Border Crisis Not Just About Responsibility for Those Arriving Here But Also Those Who Didn't Make It
One of the side debates in the discussion of the current border crisis has been over the comparison to the Katrina disaster. The comparison has now been made by politicians and pundits on both sides of the aisle. As I pointed out yesterday, even the reliably Obama-friendly Michael Tomasky found the comparison didn't ring as hollow as he might have expected. For once he's right.
There are some problems with the comparison of coure, starting with the fact that declaring something to be "Obama's Katrina" has been used so many times before for other situations. The better comparison is probably the one suggested by Jon Gabriel in a piece titled "The Border Crisis Is Obama’s Mariel Boatlift."
There may be reasons to prefer other comparisons, but one reason we should not discount the Katrina comparison is the fact that Katrina had a significant body count (over 1,800 people died). The truth is we don't know how many children have died trying to make their way from Central America to our border but we know some have. More importantly, we know that number could continue to climb depending on the message we send in response to this crisis.
Last month the body of a Guatemalan boy, Gilberto Francisco Ramos Juarez, was found in the Texas brush. He was 11 years old and likely died from exposure. He is just one of thousands of migrants (adults and children) who make it across the border and die in the desert. Since 2001, Pima County, Arizona has tracked more than 2,100 migrant deaths (see map above). Most died from exposure but some were bludgeoned or shot, presumably by the coyotes they were traveling with. The map and details on each individual death is available here.
And that's just the people who die on our side of the border. Remember these kids are coming from El Salvador and Honduras. In March, 12-year-old Jocelyn Nohemí Álvarez Quillay was found hanging in a migrant shelter just south of the U.S. border with Mexico. Authorities said no foul play was suspected but no explanation for her suicide was given either.
Back in 2010 the bodies of 72 Central American migrants were found on a ranch in northern Mexico. The 58 men and 14 women had apparently been kidnapped by drug gangs, possibly to rob them or perhaps to demand money from relatives. For whatever reason they did not survive.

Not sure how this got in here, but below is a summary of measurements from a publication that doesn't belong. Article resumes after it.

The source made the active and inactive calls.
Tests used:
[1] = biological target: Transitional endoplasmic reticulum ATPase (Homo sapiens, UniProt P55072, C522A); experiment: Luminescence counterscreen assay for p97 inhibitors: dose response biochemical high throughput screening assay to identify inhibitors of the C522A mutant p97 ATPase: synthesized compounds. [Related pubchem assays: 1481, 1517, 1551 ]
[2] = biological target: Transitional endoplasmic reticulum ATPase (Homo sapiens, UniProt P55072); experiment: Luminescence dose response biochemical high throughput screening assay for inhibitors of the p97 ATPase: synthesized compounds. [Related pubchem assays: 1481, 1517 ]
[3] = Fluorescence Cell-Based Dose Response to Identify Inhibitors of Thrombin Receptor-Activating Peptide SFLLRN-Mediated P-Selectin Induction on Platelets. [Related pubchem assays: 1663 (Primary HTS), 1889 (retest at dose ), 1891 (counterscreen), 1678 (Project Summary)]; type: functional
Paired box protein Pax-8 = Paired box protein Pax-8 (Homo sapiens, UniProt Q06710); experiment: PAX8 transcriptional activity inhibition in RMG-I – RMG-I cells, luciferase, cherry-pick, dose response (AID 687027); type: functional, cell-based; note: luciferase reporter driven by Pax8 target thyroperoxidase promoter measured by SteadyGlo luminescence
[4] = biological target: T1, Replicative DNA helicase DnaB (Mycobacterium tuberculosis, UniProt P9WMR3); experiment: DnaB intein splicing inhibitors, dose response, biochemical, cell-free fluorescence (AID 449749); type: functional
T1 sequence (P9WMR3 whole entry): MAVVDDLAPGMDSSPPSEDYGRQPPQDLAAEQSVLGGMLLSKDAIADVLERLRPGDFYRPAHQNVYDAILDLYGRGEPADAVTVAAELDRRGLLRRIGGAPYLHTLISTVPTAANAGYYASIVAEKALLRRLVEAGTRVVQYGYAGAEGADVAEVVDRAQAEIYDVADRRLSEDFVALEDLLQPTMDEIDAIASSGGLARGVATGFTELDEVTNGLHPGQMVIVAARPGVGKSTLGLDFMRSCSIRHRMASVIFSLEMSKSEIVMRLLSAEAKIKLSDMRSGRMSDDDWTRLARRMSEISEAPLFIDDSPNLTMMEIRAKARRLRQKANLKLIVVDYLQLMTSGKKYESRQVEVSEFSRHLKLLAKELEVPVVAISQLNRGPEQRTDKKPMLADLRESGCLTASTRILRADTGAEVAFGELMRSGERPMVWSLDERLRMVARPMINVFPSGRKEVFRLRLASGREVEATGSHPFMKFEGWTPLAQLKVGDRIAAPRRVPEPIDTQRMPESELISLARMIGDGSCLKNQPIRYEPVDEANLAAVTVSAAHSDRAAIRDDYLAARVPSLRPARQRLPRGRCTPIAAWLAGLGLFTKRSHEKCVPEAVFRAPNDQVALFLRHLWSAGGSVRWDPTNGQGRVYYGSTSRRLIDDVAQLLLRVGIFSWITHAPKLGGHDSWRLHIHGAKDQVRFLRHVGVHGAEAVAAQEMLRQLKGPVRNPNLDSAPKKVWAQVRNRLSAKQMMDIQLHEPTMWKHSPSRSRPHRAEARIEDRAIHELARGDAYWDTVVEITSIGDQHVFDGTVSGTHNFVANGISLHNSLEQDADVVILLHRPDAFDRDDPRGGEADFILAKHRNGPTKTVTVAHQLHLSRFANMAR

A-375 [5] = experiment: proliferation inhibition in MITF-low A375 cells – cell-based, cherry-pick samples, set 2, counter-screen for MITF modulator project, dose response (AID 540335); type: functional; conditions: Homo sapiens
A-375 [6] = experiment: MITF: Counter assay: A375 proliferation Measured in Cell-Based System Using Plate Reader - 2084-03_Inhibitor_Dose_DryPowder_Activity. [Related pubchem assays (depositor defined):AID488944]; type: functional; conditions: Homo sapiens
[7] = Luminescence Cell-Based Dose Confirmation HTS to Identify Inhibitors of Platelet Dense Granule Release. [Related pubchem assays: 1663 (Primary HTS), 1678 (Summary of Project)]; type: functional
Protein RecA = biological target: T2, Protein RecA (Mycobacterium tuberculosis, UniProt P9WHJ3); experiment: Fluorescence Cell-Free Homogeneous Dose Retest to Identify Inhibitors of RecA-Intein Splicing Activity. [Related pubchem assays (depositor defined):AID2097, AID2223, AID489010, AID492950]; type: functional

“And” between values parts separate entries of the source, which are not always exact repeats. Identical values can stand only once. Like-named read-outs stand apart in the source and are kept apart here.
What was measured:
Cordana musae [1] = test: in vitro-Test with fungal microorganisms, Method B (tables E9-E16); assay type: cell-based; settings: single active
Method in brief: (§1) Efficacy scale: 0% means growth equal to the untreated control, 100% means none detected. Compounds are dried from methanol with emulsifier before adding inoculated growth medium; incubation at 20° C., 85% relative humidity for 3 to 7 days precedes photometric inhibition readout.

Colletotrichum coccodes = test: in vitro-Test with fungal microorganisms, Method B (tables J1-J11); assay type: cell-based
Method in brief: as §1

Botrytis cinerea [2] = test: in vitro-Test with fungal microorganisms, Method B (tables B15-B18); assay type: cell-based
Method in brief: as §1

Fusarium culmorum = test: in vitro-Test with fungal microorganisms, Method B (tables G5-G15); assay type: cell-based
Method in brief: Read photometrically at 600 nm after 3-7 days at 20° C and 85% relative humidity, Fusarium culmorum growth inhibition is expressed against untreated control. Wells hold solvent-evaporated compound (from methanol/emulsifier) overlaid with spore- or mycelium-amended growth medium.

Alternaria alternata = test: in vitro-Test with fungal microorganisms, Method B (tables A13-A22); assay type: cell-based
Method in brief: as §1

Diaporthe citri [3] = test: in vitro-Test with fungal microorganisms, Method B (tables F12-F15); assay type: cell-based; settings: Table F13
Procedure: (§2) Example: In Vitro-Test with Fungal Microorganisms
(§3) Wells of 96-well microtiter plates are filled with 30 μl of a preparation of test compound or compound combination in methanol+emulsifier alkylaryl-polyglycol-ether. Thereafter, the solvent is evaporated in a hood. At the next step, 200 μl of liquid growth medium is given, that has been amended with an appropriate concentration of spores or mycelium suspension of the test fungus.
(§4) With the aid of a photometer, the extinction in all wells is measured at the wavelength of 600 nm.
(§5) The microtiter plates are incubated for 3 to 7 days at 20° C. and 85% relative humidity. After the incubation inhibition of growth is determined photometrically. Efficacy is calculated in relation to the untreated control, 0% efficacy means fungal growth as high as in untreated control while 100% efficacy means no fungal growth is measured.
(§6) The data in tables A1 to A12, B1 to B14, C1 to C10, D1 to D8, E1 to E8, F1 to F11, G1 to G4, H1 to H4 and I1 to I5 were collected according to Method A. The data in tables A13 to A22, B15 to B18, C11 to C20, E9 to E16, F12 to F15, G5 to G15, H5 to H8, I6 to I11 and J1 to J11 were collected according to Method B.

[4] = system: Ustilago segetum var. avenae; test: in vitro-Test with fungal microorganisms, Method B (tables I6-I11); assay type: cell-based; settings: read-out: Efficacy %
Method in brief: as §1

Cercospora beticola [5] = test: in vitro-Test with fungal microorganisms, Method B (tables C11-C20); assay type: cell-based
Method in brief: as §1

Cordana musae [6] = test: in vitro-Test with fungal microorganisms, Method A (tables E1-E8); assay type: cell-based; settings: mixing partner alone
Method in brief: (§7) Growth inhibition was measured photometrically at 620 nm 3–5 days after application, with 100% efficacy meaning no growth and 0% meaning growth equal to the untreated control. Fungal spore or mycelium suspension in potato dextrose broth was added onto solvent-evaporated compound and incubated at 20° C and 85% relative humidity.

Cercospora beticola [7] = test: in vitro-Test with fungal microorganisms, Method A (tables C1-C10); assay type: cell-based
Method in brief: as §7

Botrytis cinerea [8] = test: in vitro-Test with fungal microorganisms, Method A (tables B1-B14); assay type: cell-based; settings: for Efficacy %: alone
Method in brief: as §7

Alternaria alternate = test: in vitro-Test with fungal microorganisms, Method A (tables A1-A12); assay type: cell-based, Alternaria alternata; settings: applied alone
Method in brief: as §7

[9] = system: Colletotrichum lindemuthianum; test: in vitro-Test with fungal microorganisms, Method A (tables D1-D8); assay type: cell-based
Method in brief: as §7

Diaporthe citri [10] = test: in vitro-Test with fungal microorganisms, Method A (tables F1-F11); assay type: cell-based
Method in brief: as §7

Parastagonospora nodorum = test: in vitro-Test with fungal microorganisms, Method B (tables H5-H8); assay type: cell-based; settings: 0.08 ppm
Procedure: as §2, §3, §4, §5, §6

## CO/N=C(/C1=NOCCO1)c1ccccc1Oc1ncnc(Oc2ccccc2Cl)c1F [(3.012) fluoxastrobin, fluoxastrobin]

But even those children and adults who survive the 1,000 mile trip do not always do so unmolested. Last month CNN interviewed a 17-year-old girl who was ganged raped for "several hours" after being told that if she complained she would be murdered.
In a single week in March of this year, Mexican officials found 370 children, the youngest just 9-years-old, who had been abandoned by the coyotes they were traveling with. That's just one week and no one would suggest the authorities managed to round up every abandoned child.
There is a real and significant human toll associated with illegal immigration, especially with children migrating all the way from Central America. So it's wrong to shrug off the Katrina comparison on this count alone. This crisis does have a verifiable body count.
This year nearly 60,000 unaccompanied minors will arrive on our border. That's more than double the number in 2013 and quadruple the number in 2012. Next year the number is expected to be closer to 100,000. But again, those are just the ones who make it. Not all of them will.
As the President and Congress consider how to handle this crisis, they should keep in mind that actions will speak louder than words. If we open the border to the kids that are arriving now out of empathy, tacitly accepting that most of them will remain here, we are encouraging thousands more to take the same risky journey. This moment isn't just about our responsibility to the kids who've made it here, it's also about our culpability for the ones who didn't and the many more who will be on their way depending on our response right now.